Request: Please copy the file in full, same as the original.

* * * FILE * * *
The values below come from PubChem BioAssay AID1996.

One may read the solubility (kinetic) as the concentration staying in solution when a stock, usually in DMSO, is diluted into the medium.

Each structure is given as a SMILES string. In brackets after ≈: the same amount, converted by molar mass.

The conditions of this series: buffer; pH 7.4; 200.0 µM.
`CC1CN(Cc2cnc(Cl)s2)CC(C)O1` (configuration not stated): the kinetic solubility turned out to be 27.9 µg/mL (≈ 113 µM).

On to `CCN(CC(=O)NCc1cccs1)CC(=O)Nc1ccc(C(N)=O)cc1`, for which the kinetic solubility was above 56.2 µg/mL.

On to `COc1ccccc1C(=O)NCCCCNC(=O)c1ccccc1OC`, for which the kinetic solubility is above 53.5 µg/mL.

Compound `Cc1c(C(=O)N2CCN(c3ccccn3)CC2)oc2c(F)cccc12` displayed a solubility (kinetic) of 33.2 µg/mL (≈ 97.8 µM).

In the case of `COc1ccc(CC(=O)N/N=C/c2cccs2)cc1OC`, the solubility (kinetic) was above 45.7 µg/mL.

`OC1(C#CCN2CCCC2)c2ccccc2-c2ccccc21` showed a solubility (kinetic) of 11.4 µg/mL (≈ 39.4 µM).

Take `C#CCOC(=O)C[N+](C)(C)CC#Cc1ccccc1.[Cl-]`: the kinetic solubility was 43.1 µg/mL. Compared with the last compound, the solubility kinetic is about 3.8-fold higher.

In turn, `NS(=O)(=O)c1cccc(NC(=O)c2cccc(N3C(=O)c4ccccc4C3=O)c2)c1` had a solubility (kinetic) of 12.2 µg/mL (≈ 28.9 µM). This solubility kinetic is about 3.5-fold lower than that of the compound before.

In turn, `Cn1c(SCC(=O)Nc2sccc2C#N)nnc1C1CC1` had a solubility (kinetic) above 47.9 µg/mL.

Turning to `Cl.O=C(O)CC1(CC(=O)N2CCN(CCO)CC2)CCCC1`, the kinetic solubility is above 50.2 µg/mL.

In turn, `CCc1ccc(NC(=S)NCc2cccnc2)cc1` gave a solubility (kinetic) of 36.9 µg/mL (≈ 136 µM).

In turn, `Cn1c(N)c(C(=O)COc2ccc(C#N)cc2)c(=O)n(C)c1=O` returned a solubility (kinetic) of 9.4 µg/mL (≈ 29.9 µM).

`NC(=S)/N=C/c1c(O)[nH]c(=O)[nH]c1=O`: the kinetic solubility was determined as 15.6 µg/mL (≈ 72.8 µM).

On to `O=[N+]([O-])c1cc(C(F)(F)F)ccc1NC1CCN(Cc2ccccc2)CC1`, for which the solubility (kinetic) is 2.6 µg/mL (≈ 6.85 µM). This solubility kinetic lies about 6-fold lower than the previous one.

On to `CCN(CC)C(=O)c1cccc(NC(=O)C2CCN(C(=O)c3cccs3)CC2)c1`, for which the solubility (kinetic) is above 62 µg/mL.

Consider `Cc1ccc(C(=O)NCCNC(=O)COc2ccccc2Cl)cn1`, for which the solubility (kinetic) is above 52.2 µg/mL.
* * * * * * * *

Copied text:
The values below come from PubChem BioAssay AID1996.

One may read the solubility (kinetic) as the concentration staying in solution when a stock, usually in DMSO, is diluted into the medium.

Each structure is given as a SMILES string. In brackets after ≈: the same amount, converted by molar mass.

The conditions of this series: buffer; pH 7.4; 200.0 µM.
`CC1CN(Cc2cnc(Cl)s2)CC(C)O1` (configuration not stated): the kinetic solubility turned out to be 27.9 µg/mL (≈ 113 µM).

On to `CCN(CC(=O)NCc1cccs1)CC(=O)Nc1ccc(C(N)=O)cc1`, for which the kinetic solubility was above 56.2 µg/mL.

On to `COc1ccccc1C(=O)NCCCCNC(=O)c1ccccc1OC`, for which the kinetic solubility is above 53.5 µg/mL.

Compound `Cc1c(C(=O)N2CCN(c3ccccn3)CC2)oc2c(F)cccc12` displayed a solubility (kinetic) of 33.2 µg/mL (≈ 97.8 µM).

In the case of `COc1ccc(CC(=O)N/N=C/c2cccs2)cc1OC`, the solubility (kinetic) was above 45.7 µg/mL.

`OC1(C#CCN2CCCC2)c2ccccc2-c2ccccc21` showed a solubility (kinetic) of 11.4 µg/mL (≈ 39.4 µM).

Take `C#CCOC(=O)C[N+](C)(C)CC#Cc1ccccc1.[Cl-]`: the kinetic solubility was 43.1 µg/mL. Compared with the last compound, the solubility kinetic is about 3.8-fold higher.

In turn, `NS(=O)(=O)c1cccc(NC(=O)c2cccc(N3C(=O)c4ccccc4C3=O)c2)c1` had a solubility (kinetic) of 12.2 µg/mL (≈ 28.9 µM). This solubility kinetic is about 3.5-fold lower than that of the compound before.

In turn, `Cn1c(SCC(=O)Nc2sccc2C#N)nnc1C1CC1` had a solubility (kinetic) above 47.9 µg/mL.

Turning to `Cl.O=C(O)CC1(CC(=O)N2CCN(CCO)CC2)CCCC1`, the kinetic solubility is above 50.2 µg/mL.

In turn, `CCc1ccc(NC(=S)NCc2cccnc2)cc1` gave a solubility (kinetic) of 36.9 µg/mL (≈ 136 µM).

In turn, `Cn1c(N)c(C(=O)COc2ccc(C#N)cc2)c(=O)n(C)c1=O` returned a solubility (kinetic) of 9.4 µg/mL (≈ 29.9 µM).

`NC(=S)/N=C/c1c(O)[nH]c(=O)[nH]c1=O`: the kinetic solubility was determined as 15.6 µg/mL (≈ 72.8 µM).

On to `O=[N+]([O-])c1cc(C(F)(F)F)ccc1NC1CCN(Cc2ccccc2)CC1`, for which the solubility (kinetic) is 2.6 µg/mL (≈ 6.85 µM). This solubility kinetic lies about 6-fold lower than the previous one.

On to `CCN(CC)C(=O)c1cccc(NC(=O)C2CCN(C(=O)c3cccs3)CC2)c1`, for which the solubility (kinetic) is above 62 µg/mL.

Consider `Cc1ccc(C(=O)NCCNC(=O)COc2ccccc2Cl)cn1`, for which the solubility (kinetic) is above 52.2 µg/mL.